The reason I didn't enjoy coming home and returning my thoughts to what needs to be done here is because I have been swamped with sewing lately. I told David last night that I will finish what current projects for other people I have but after that I will not take on any new jobs (unless *very* particular friends or family!) :) so I can focus more on my home and family. If any of you dear ladies are full time employees as well as wives and mothers. . .well, my hat goes off to you! Working even part-time on sewing jobs the past few months has been hard to juggle with housework and taking care of the boys. It was so nice to get a few days break from all that and just have fun this weekend.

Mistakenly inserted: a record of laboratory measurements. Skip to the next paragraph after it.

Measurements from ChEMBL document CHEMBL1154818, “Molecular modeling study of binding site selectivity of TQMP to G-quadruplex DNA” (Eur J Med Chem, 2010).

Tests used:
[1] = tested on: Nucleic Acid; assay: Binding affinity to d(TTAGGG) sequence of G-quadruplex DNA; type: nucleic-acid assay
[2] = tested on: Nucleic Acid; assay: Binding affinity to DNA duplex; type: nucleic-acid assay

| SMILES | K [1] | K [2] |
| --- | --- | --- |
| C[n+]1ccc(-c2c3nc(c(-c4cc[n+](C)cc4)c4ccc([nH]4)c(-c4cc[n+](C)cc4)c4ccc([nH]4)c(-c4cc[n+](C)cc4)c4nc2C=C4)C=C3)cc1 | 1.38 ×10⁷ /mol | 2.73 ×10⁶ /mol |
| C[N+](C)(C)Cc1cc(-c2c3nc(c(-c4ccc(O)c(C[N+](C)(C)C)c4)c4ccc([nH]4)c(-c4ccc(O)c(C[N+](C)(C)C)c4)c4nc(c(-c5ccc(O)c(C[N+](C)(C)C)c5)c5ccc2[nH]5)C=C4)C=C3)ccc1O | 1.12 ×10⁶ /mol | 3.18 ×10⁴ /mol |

This was our first year attending the event in Naper Settlement. We went with our Confederate unit, Chesnut Light Artillery and we will definitely be going back next year. The event is, for us, way up north, near Chicago. We usually do not do such northern events but the drive was really not bad (a bit over two hours) and despite a seeming southern/central IL prejudice against nothern IL (often referred to locally as The Great State of Chicago - you have to understand our interesting state politics to understand the bitterness -) I have never been with friendlier or more helpful people in my life.